The EPA's Questionable Competence

July 22, 2013

The Environmental Protection Agency's (EPA) record of compliance with statutory deadlines established for three core Clean Air Act programs (National Ambient Air Quality Standards, New Source Performance Standards and National Emissions Standards for Hazardous Air Pollutants) raises serious questions regarding the agency's competence and discretion, says William Yeatman, an energy policy analyst at the Competitive Enterprise Institute.

  • Since 1993, 98 percent of EPA regulations (196 out of 200) pursuant to these programs were promulgated late, by an average of 2,072 days after their respective statutorily defined deadlines.
  • Currently, 65 percent of the EPA's statutorily defined responsibilities (212 of 322 possible) are past due by an average of 2,147 days.

This matters for three important reasons:

  • It calls into question the EPA's competence. These three programs comprise the core of the regulatory regime established by the Clean Air Act. For more than two decades, the EPA has failed to meet its congressionally delegated responsibilities for these foundational Clean Air Act programs by a wide margin.
  • It calls into question EPA's discretionary exercises of power. Since 2009, despite the EPA's persistent failure to meet non-discretionary deadlines -- that is, deadlines that have been codified in the statute -- the agency has taken on enormous new discretionary regulatory responsibilities pursuant to the Clean Air Act as a result of its unilateral decision to regulate greenhouse gases as pollutants.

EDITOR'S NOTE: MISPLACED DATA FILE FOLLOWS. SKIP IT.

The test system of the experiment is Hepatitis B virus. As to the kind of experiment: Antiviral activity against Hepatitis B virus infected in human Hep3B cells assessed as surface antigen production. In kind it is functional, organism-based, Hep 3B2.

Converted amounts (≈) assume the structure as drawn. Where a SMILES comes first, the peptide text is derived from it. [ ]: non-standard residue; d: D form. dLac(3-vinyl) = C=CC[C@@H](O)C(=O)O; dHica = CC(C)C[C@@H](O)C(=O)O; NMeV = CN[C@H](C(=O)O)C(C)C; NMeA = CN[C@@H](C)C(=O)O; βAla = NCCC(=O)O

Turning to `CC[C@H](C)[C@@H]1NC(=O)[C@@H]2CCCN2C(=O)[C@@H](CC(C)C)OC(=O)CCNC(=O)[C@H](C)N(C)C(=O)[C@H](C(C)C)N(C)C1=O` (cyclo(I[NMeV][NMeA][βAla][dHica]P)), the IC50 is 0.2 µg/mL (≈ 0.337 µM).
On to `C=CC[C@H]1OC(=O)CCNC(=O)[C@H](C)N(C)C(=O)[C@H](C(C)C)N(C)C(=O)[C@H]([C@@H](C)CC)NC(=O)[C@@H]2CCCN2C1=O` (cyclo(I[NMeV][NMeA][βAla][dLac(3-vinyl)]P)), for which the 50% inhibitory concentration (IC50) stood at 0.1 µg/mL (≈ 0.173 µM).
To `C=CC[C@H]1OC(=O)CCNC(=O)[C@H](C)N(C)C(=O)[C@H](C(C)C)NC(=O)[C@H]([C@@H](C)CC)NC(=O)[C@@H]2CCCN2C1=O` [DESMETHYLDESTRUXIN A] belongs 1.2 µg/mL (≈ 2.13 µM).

• It exposes the insidiousness of "sue and settle." "Sue and settle" refers to friendly lawsuits filed by environmental advocacy organizations against the EPA that lead to collusive policymaking. The basis of the preponderance of such lawsuits is the agency's alleged failure to meet a particular Clean Air Act deadline.

Sweetheart lawsuits are enabling secret policy negotiations between unelected bureaucrats and environmental lawyers. If the EPA wants to give priority to its many outstanding responsibilities, it should do so in cooperation with the states, which have to actually implement these regulations, rather than the likes of environmental special interests like the Sierra Club, the Natural Resources Defense Council or the Center for Biological Diversity.

Source: William Yeatman, "EPA's Woeful Deadline Performance Raises Questions About Agency Competence, Climate Change Regulations, 'Sue and Settle'," Competitive Enterprise Institute, July 10, 2013.

 

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